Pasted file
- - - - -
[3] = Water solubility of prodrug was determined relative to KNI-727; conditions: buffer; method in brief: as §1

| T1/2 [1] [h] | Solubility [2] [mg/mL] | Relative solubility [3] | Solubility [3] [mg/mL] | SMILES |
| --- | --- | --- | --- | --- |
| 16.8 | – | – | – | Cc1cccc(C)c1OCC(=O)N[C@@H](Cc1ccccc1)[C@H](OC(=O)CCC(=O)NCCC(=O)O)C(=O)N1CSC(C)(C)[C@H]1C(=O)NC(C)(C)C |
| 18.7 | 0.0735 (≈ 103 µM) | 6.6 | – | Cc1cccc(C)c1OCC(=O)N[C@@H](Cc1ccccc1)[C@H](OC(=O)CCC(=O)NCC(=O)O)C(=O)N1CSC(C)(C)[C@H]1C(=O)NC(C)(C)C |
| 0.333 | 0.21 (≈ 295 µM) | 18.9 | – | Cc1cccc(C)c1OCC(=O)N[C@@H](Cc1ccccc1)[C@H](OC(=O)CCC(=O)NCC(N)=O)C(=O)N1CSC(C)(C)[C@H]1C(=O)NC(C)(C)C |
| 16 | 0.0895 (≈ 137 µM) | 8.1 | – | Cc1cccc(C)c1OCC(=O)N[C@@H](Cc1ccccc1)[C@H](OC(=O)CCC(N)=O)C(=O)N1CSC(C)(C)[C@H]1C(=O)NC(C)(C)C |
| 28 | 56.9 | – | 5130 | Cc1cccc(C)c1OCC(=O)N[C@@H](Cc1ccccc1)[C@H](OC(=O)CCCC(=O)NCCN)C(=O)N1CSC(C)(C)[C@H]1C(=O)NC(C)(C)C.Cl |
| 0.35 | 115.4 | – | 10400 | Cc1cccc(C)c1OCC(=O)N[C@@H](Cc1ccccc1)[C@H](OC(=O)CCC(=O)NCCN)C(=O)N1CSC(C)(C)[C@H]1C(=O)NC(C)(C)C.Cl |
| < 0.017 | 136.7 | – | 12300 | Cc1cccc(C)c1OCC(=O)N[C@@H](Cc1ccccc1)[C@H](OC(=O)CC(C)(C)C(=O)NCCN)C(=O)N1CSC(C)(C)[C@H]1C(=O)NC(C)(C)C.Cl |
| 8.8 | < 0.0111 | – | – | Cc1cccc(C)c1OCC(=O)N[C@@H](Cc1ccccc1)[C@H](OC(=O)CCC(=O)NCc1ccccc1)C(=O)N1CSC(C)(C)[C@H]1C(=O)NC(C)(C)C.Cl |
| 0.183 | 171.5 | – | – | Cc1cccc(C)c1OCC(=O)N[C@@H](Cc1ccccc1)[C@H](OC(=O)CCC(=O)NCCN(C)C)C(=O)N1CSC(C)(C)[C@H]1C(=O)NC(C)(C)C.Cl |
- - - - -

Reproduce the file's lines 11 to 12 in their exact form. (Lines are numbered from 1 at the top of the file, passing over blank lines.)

| 8.8 | < 0.0111 | – | – | Cc1cccc(C)c1OCC(=O)N[C@@H](Cc1ccccc1)[C@H](OC(=O)CCC(=O)NCc1ccccc1)C(=O)N1CSC(C)(C)[C@H]1C(=O)NC(C)(C)C.Cl |
| 0.183 | 171.5 | – | – | Cc1cccc(C)c1OCC(=O)N[C@@H](Cc1ccccc1)[C@H](OC(=O)CCC(=O)NCCN(C)C)C(=O)N1CSC(C)(C)[C@H]1C(=O)NC(C)(C)C.Cl |